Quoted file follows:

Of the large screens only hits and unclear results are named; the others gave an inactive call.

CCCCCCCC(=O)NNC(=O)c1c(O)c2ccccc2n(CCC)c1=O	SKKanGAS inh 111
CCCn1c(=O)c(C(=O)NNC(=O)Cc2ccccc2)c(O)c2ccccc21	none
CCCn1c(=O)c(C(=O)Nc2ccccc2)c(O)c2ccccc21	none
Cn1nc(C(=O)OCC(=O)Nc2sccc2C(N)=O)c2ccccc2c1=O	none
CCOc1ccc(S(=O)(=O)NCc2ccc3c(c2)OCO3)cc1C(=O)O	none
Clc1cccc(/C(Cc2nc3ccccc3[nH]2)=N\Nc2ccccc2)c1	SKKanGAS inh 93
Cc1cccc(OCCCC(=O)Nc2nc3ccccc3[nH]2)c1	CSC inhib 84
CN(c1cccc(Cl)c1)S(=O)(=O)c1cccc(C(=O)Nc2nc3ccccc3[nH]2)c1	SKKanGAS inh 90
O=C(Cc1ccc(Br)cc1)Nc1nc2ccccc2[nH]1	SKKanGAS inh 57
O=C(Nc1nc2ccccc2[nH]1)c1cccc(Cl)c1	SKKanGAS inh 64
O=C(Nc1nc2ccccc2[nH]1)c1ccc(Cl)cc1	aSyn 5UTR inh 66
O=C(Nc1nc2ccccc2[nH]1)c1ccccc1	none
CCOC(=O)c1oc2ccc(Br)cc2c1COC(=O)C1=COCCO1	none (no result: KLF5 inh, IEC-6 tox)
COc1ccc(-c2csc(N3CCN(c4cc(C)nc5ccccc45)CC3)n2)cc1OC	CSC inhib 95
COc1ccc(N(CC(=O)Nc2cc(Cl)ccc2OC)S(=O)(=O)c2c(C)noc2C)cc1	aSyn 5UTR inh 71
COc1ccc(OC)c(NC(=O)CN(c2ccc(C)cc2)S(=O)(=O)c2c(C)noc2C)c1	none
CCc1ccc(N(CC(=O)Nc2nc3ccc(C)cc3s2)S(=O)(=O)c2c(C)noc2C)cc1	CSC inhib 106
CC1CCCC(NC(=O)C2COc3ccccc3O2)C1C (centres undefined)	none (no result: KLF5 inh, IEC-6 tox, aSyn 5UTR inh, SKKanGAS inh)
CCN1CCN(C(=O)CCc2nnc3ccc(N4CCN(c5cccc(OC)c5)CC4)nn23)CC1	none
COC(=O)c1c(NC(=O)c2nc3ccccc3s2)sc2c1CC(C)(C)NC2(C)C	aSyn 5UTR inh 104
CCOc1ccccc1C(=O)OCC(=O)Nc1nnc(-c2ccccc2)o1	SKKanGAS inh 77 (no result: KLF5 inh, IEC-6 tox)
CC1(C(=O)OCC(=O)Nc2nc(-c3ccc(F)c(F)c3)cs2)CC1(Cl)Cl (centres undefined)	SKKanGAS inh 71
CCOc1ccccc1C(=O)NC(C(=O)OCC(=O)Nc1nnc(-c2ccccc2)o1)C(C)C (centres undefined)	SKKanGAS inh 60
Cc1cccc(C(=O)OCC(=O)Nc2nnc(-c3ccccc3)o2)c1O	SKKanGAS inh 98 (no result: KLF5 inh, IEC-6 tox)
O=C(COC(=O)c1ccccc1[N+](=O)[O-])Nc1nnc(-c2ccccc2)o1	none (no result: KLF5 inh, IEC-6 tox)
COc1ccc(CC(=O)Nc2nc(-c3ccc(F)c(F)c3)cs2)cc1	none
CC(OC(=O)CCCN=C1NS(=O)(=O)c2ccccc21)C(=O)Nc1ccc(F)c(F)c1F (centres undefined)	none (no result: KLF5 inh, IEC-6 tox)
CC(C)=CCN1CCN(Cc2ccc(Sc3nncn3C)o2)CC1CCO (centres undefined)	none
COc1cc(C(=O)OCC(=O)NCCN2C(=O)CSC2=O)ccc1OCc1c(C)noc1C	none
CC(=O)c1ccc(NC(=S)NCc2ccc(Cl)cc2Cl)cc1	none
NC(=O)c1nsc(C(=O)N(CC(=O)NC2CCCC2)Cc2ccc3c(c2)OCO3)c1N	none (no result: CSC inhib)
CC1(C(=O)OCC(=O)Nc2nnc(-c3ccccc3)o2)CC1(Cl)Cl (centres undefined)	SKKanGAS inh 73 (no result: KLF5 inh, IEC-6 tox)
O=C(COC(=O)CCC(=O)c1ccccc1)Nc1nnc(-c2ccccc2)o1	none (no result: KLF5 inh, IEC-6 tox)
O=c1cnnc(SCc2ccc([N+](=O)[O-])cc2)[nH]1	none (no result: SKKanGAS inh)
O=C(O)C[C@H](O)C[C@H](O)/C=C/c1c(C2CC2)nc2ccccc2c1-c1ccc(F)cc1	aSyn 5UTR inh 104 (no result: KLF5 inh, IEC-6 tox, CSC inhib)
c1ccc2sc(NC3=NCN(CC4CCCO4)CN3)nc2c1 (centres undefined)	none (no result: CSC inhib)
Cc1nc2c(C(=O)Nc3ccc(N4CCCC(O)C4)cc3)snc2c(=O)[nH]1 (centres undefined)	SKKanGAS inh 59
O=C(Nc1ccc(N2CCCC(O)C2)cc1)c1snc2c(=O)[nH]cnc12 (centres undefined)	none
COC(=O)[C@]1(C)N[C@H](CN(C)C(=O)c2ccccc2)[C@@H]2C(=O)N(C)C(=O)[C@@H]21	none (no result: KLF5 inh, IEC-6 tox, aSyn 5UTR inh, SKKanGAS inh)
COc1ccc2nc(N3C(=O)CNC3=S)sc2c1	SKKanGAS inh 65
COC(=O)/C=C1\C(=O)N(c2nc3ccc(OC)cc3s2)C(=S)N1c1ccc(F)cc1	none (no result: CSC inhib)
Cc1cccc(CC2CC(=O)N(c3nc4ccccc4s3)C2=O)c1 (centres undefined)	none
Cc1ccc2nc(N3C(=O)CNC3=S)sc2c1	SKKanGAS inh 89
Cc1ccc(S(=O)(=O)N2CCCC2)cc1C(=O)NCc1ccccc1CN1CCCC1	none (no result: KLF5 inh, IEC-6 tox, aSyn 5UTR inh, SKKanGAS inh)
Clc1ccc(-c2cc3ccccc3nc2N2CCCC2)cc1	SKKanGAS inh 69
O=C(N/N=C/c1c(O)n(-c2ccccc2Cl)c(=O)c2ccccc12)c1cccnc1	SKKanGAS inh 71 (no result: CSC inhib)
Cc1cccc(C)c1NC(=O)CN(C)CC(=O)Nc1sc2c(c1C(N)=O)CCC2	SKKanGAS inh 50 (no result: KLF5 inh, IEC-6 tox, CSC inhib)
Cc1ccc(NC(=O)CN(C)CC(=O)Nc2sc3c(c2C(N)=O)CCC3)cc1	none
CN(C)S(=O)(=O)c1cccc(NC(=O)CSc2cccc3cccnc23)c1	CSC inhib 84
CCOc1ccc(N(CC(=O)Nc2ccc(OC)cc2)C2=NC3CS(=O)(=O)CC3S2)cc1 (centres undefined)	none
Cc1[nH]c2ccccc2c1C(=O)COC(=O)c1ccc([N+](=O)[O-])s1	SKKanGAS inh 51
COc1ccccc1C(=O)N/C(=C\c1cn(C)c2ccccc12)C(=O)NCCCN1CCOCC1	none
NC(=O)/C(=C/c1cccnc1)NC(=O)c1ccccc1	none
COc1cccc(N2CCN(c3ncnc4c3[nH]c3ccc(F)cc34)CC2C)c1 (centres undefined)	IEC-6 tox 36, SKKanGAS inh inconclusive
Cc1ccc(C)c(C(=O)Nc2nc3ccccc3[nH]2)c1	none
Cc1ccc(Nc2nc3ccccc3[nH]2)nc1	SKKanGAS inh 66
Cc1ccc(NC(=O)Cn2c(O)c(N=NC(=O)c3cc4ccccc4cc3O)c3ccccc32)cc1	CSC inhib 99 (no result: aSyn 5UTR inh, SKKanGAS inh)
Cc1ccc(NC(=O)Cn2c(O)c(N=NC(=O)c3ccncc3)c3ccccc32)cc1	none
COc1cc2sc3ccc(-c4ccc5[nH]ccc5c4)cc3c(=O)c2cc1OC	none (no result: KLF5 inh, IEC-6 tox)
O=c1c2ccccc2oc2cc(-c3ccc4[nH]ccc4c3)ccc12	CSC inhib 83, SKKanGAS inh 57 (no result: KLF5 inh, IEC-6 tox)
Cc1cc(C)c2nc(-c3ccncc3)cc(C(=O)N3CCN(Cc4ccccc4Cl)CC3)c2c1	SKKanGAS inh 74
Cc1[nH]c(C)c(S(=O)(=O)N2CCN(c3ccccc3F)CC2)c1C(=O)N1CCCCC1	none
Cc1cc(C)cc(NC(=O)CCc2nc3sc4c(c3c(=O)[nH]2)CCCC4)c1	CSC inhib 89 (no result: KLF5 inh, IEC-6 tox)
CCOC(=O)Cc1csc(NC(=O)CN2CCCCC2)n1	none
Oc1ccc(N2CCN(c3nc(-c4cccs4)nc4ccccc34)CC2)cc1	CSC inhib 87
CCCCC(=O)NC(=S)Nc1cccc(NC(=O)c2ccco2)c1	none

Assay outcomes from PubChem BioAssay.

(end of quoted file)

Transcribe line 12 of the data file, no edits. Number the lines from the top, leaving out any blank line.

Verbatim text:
O=C(Nc1nc2ccccc2[nH]1)c1ccc(Cl)cc1	aSyn 5UTR inh 66